Sleep & Cats

There's something appealing about a sleeping cat - maybe it's jealousy on our part for the ease with which they can drift into slumber. And there’s no doubt about it: cats sure know how to sleep. Although the amount of time spent napping varies from cat to cat, and depends on the cat’s age and personality, felines spend an average of 13 to 16 hours each day curled up in slumber. Only the opossum and the bat snooze more - napping away almost 20 hours a day.

Normal cats cat-nap 2/3's of their life away. They spend about twice as much time dozing as most other mammals. The amount of time a cat spends napping can depend on age, weather, temperature, hunger, sense of security, and sexual influences.

Cats are most active at dawn and dusk, since most of their prey is active at these times. This gives them plenty of time to nap during the middle of the day. A cat’s diet probably plays an important role in its sleep patterns. Large grazing herbivores must graze for hours to supply their bodies with enough food. But the protein-rich diet of the cat does not require such an investment of time, and allows plenty of time for napping.

Of course, today’s modern domestic cat sometimes snoozes out of boredom. You can help by providing plenty of stimulation during the day - this can be in the form of toys, a companion (when they don't hate each other), or by spending quality playtime with you. If your cat has plenty to do during the day, he may prefer to stay awake and sleep more during the night when you do.

Catnapping

Newborn kittens sleep most of the time, but this keeps them safe in the nest and also keeps them quiet so that they don’t attract predators. As they mature, young cats sleep patterns begin to conform to those of adults, with them tending to sleep in naps rather than having one long rest. Again this has to do with their predatory nature.

Cats in the wild must be on the alert in order to survive. When your domestic cat sleeps, his finely tuned senses are still active and ready to spring into action. Watch your cat while he’s napping. His ears rotate as he stays in touch with his environment, and if he hears a noise or senses that someone is approaching, he will open his eyes to assess the situation before falling back to sleep. If you try to wake a sleeping cat, he can transform from deeply sleeping cat to one that’s fully alert in a matter of seconds - and then back again.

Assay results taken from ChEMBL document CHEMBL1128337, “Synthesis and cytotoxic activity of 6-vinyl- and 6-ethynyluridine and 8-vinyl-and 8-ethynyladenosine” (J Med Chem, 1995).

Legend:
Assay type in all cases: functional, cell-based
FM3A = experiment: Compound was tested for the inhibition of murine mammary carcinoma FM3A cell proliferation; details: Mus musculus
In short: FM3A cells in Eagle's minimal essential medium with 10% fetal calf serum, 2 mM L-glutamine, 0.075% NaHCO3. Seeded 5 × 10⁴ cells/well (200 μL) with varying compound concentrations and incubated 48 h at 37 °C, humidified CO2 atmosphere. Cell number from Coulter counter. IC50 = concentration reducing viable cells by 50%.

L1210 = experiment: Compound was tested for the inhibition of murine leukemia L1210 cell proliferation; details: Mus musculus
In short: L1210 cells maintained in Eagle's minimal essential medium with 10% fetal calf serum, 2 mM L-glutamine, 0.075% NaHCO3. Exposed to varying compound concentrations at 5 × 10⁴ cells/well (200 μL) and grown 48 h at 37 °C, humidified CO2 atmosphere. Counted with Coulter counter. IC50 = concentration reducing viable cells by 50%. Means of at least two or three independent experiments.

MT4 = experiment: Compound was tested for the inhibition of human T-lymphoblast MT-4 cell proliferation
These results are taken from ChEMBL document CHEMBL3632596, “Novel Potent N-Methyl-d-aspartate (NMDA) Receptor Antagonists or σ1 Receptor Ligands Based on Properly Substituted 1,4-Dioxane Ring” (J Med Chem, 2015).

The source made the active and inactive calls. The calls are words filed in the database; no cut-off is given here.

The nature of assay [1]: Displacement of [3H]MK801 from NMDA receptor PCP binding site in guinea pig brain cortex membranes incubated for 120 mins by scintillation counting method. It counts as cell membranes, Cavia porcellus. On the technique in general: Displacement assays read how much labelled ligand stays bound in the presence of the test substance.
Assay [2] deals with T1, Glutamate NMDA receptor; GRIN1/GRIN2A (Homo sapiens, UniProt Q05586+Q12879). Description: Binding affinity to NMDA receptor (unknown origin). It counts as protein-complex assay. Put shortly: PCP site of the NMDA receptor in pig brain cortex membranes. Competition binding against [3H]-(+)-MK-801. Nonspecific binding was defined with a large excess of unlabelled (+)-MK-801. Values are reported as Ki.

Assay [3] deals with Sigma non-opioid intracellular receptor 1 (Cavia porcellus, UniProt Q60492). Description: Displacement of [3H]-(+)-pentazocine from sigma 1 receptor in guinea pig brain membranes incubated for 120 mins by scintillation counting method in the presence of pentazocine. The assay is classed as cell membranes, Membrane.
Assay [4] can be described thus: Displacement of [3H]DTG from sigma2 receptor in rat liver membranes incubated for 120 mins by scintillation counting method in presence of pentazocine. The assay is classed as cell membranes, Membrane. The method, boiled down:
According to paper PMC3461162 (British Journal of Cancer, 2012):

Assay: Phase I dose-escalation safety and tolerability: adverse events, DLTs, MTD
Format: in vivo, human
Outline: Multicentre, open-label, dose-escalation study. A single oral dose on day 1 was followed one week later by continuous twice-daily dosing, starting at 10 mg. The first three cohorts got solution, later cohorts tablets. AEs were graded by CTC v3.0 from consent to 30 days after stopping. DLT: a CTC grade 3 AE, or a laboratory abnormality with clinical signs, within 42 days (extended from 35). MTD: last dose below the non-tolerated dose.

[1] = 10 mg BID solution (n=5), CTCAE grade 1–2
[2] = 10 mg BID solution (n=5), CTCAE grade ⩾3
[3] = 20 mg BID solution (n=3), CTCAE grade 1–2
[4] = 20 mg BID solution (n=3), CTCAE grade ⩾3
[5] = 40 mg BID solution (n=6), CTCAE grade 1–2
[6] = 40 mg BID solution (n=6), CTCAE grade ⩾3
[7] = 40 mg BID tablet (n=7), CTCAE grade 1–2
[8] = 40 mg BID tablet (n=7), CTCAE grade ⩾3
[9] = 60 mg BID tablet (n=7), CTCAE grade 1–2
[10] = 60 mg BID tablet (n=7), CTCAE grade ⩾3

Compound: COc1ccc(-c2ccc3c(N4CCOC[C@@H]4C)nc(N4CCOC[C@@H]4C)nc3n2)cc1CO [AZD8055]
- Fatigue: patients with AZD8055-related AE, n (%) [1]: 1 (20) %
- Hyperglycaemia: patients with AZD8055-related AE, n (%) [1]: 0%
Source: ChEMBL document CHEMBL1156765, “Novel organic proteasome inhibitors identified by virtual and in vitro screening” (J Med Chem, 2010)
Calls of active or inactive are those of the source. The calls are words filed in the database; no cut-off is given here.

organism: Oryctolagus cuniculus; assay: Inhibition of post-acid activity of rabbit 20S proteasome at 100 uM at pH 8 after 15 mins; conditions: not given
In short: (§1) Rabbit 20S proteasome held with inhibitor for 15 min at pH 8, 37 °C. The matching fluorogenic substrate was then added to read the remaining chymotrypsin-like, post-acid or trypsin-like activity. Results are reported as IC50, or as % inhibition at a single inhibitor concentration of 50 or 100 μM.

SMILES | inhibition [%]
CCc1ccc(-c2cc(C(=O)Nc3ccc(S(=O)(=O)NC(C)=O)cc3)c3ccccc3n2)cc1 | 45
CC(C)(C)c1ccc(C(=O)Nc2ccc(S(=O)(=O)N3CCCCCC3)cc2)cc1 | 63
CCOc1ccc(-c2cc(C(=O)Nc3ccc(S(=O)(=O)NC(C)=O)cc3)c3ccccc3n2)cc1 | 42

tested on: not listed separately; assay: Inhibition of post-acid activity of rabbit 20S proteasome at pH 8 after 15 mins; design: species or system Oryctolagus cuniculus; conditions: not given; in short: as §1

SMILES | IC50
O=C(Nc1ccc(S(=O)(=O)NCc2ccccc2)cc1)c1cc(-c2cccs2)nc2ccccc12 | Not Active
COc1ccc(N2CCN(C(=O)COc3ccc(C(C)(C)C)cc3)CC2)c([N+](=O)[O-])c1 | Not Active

Where Your Cat Chooses to Sleep

Your cat looks for a place that feels comfortable and safe and has the right temperature. When the weather is warm, he will seek high shaded sleeping nooks, where he can stretch out. During the cool winter months he’ll find a place bathed in the warm sunshine or sidle up to heat source and there he’ll curl up with face between paws to reduce body heat loss.

You can make a comfortable bed for your cat or choose from the variety of plush cat beds at your pet store. However, if you are so inclined, you can let your cat sleep in his favorite place - your bed. In a recent poll, 60 percent of cat owners admitted that they share their beds with a cat. Advocates of this method say it strengthens the human-feline bond - not to mention the warmth and comfort your cat provides you.

A Minor Health Warning

However, if you have allergies to cats (even mild ones), doctors advise that your bedroom be kept cat-free. The allergens that cause asthma or breathing difficulties are in the cat's saliva (which he liberally spreads all over himself during grooming). When we sleep, we breath deeply and these allergens get sucked deeply into our lungs. To compound matters, the bedclothes pick up these allergens over time so you don't just have to deal with your cat on any one night, but all the other nights he's slept on your bed.

Overly Sleepy Cats

If your cat seems to be sleeping more than usual, acts depressed when awake, has had weight changes or other signs of illness, contact your veterinarian. You should also contact your veterinarian if your older cat is sleeping less. It could be due to a condition called hyperthyroidism. This disease occurs when your cat is producing too much thyroid hormone and its metabolism shoots into high gear.

Studies have shown that a sleeping cat can enter into a deep sleep like us, and have similar brain wave patterns as we do when we dream. So if you see your cat asleep, whiskers twitching, and the eyes under the closed lids rapidly moving to and fro, your cat is probably out on the hunt in its dreams.

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